Only weeks before the midterm election, the US House of Representatives passed the controversial Teen Endangerment Act yesterday in a 264 to 153 vote. The act, officially called the Child Interstate Abortion Notification Act, criminalizes the transportation of a minor across state lines to obtain an abortion by anyone other than the parent or legal guardian. If a pregnant teen has another trusted adult, such as a grandparent or a sister, take her across state lines to have an abortion, the adult would be subject to fines of $100,000, a year in prison, or both. The act would also require doctors to contact the parents of out-of-state patients 24 hours before performing an abortion, even if the abortion provider’s state does not have parental notification or consent laws.
The House previously passed very similar legislation in April of 2005, which was prevented from becoming law when the significantly different Senate version of the legislation was blocked from reaching a Congressional conference committee by Senate Democratic leadership. Because it did not accept the Senate version of the legislation, the House needed to pass new legislation for the bill to be re-considered. Instead of passing a bill identical to the Senate’s version, the House passed essentially the same bill it passed in April. It is unlikely that the House and Senate will reach a compromise on the legislation before Congress leave for the November elections, according to Associated Press.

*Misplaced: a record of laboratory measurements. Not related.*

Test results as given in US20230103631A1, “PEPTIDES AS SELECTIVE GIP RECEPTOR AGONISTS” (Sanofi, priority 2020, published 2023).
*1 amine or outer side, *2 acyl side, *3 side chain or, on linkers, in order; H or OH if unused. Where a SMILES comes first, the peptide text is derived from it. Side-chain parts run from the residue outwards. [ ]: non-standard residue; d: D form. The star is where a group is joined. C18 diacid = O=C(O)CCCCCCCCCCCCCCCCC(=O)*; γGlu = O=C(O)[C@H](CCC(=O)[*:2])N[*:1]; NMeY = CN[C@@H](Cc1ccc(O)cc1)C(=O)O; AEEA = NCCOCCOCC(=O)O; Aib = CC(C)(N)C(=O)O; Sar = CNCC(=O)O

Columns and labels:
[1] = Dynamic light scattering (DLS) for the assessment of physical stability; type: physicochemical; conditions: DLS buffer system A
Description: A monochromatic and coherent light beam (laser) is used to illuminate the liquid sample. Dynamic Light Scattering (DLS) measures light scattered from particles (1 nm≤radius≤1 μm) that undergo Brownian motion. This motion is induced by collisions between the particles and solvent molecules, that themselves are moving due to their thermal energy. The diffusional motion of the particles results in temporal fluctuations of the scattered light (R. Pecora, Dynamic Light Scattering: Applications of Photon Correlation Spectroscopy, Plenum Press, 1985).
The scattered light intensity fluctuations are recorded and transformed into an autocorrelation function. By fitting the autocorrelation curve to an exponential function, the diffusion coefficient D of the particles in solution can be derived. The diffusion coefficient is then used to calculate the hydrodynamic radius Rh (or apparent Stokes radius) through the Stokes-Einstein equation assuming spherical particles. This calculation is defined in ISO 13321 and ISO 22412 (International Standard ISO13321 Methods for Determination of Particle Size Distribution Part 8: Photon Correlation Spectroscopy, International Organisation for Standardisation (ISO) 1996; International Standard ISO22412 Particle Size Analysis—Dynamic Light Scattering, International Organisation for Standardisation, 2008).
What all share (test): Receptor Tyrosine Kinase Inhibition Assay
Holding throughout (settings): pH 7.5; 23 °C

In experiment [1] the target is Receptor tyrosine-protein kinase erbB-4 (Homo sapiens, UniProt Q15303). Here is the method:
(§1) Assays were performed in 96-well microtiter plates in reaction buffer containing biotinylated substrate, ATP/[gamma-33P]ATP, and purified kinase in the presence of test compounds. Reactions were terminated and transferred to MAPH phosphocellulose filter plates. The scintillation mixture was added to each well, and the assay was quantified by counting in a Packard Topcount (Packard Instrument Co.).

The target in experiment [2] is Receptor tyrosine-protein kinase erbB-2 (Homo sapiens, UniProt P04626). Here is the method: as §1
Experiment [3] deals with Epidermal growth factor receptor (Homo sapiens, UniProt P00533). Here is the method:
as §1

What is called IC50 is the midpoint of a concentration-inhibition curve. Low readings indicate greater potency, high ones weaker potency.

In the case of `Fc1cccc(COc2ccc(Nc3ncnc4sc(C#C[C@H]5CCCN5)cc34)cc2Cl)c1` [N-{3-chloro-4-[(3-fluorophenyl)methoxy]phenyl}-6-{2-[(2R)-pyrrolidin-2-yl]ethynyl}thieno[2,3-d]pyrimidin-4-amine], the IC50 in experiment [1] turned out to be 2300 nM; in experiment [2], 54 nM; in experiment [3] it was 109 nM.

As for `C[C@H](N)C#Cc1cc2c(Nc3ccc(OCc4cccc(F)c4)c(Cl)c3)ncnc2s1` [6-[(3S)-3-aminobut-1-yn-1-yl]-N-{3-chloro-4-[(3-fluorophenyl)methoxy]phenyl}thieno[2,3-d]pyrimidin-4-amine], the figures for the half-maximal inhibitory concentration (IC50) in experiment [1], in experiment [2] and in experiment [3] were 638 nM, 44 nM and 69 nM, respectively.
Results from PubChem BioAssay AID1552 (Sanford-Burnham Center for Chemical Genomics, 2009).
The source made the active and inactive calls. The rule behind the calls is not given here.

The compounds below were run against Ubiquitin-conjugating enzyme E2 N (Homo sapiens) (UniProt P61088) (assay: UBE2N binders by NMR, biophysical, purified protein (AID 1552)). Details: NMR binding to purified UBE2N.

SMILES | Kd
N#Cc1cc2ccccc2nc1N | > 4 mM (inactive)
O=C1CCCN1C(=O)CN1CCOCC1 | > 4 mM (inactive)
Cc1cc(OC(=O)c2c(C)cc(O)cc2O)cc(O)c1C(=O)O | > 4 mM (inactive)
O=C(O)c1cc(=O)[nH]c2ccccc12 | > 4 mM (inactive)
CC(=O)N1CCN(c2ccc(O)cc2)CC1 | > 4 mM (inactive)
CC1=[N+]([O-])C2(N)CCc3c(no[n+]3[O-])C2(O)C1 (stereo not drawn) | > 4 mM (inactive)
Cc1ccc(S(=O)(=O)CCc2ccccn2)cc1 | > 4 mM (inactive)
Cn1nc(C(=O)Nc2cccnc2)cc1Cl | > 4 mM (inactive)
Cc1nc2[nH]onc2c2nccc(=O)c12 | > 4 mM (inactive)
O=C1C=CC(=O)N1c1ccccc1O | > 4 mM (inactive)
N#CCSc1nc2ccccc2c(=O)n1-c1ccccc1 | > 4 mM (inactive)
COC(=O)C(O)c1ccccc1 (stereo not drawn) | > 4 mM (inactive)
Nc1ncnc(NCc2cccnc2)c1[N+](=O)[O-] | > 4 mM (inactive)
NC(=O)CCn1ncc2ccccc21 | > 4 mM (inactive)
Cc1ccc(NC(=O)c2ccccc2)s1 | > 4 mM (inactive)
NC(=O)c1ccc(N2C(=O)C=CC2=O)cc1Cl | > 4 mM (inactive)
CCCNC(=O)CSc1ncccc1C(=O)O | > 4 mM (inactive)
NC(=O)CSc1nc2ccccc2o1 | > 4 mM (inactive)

Studies have shown that 61 percent of parents are aware of their daughter’s pregnancy, according to the American Association of University Women. Of those young women who do not inform their parents of their decision to have an abortion, 93 percent had a trusted adult or friend accompany them to the clinic.